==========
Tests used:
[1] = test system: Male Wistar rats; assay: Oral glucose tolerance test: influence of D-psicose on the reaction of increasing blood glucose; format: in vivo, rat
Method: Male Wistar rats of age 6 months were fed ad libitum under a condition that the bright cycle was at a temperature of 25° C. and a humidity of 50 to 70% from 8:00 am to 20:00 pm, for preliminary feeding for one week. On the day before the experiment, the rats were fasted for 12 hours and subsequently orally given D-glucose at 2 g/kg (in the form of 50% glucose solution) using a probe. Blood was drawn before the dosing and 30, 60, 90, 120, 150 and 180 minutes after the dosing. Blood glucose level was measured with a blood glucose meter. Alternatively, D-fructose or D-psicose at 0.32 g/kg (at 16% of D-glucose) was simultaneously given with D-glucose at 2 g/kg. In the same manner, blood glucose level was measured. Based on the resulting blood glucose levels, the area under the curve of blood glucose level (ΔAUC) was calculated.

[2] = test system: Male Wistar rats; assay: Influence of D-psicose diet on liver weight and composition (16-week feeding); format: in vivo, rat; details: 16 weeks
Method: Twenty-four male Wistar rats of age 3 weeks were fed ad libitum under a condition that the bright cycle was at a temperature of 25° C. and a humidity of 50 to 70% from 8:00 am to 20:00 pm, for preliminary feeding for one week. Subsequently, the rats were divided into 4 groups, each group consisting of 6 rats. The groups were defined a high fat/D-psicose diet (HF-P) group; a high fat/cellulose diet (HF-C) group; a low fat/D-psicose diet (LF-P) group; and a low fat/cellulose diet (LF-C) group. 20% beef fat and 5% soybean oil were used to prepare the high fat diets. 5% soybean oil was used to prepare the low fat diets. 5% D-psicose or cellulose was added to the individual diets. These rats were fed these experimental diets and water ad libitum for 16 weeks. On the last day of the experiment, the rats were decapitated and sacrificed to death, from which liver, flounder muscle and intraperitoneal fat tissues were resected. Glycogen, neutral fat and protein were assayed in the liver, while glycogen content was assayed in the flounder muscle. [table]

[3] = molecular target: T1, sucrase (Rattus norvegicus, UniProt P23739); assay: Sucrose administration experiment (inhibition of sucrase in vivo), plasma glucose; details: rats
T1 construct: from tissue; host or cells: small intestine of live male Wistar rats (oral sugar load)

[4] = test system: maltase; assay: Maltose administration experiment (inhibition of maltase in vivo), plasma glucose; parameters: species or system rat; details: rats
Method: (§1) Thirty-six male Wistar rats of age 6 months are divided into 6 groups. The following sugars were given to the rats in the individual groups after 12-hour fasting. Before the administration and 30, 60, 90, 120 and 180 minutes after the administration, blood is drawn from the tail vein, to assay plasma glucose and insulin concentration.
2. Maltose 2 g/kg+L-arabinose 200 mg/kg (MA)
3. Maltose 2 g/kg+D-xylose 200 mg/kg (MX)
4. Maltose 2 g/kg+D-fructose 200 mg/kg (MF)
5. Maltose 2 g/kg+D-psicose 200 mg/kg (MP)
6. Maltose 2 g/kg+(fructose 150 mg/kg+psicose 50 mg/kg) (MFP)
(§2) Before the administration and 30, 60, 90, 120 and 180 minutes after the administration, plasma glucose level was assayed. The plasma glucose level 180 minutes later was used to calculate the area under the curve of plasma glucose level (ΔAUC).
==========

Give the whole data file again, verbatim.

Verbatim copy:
Tests used:
[1] = test system: Male Wistar rats; assay: Oral glucose tolerance test: influence of D-psicose on the reaction of increasing blood glucose; format: in vivo, rat
Method: Male Wistar rats of age 6 months were fed ad libitum under a condition that the bright cycle was at a temperature of 25° C. and a humidity of 50 to 70% from 8:00 am to 20:00 pm, for preliminary feeding for one week. On the day before the experiment, the rats were fasted for 12 hours and subsequently orally given D-glucose at 2 g/kg (in the form of 50% glucose solution) using a probe. Blood was drawn before the dosing and 30, 60, 90, 120, 150 and 180 minutes after the dosing. Blood glucose level was measured with a blood glucose meter. Alternatively, D-fructose or D-psicose at 0.32 g/kg (at 16% of D-glucose) was simultaneously given with D-glucose at 2 g/kg. In the same manner, blood glucose level was measured. Based on the resulting blood glucose levels, the area under the curve of blood glucose level (ΔAUC) was calculated.

[2] = test system: Male Wistar rats; assay: Influence of D-psicose diet on liver weight and composition (16-week feeding); format: in vivo, rat; details: 16 weeks
Method: Twenty-four male Wistar rats of age 3 weeks were fed ad libitum under a condition that the bright cycle was at a temperature of 25° C. and a humidity of 50 to 70% from 8:00 am to 20:00 pm, for preliminary feeding for one week. Subsequently, the rats were divided into 4 groups, each group consisting of 6 rats. The groups were defined a high fat/D-psicose diet (HF-P) group; a high fat/cellulose diet (HF-C) group; a low fat/D-psicose diet (LF-P) group; and a low fat/cellulose diet (LF-C) group. 20% beef fat and 5% soybean oil were used to prepare the high fat diets. 5% soybean oil was used to prepare the low fat diets. 5% D-psicose or cellulose was added to the individual diets. These rats were fed these experimental diets and water ad libitum for 16 weeks. On the last day of the experiment, the rats were decapitated and sacrificed to death, from which liver, flounder muscle and intraperitoneal fat tissues were resected. Glycogen, neutral fat and protein were assayed in the liver, while glycogen content was assayed in the flounder muscle. [table]

[3] = molecular target: T1, sucrase (Rattus norvegicus, UniProt P23739); assay: Sucrose administration experiment (inhibition of sucrase in vivo), plasma glucose; details: rats
T1 construct: from tissue; host or cells: small intestine of live male Wistar rats (oral sugar load)

[4] = test system: maltase; assay: Maltose administration experiment (inhibition of maltase in vivo), plasma glucose; parameters: species or system rat; details: rats
Method: (§1) Thirty-six male Wistar rats of age 6 months are divided into 6 groups. The following sugars were given to the rats in the individual groups after 12-hour fasting. Before the administration and 30, 60, 90, 120 and 180 minutes after the administration, blood is drawn from the tail vein, to assay plasma glucose and insulin concentration.
2. Maltose 2 g/kg+L-arabinose 200 mg/kg (MA)
3. Maltose 2 g/kg+D-xylose 200 mg/kg (MX)
4. Maltose 2 g/kg+D-fructose 200 mg/kg (MF)
5. Maltose 2 g/kg+D-psicose 200 mg/kg (MP)
6. Maltose 2 g/kg+(fructose 150 mg/kg+psicose 50 mg/kg) (MFP)
(§2) Before the administration and 30, 60, 90, 120 and 180 minutes after the administration, plasma glucose level was assayed. The plasma glucose level 180 minutes later was used to calculate the area under the curve of plasma glucose level (ΔAUC).